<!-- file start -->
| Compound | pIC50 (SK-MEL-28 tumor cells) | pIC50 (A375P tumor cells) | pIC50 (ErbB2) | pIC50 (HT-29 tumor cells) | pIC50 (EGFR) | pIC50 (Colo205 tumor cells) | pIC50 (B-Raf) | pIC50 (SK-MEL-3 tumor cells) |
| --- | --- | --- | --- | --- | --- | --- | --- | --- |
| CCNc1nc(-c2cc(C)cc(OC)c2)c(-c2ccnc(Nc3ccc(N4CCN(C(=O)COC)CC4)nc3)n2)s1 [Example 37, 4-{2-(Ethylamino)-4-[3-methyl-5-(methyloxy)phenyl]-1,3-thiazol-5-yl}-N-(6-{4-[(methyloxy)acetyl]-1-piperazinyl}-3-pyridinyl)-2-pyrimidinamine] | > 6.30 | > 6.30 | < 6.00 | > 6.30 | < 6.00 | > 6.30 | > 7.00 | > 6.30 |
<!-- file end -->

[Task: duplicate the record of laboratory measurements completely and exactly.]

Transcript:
| Compound | pIC50 (SK-MEL-28 tumor cells) | pIC50 (A375P tumor cells) | pIC50 (ErbB2) | pIC50 (HT-29 tumor cells) | pIC50 (EGFR) | pIC50 (Colo205 tumor cells) | pIC50 (B-Raf) | pIC50 (SK-MEL-3 tumor cells) |
| --- | --- | --- | --- | --- | --- | --- | --- | --- |
| CCNc1nc(-c2cc(C)cc(OC)c2)c(-c2ccnc(Nc3ccc(N4CCN(C(=O)COC)CC4)nc3)n2)s1 [Example 37, 4-{2-(Ethylamino)-4-[3-methyl-5-(methyloxy)phenyl]-1,3-thiazol-5-yl}-N-(6-{4-[(methyloxy)acetyl]-1-piperazinyl}-3-pyridinyl)-2-pyrimidinamine] | > 6.30 | > 6.30 | < 6.00 | > 6.30 | < 6.00 | > 6.30 | > 7.00 | > 6.30 |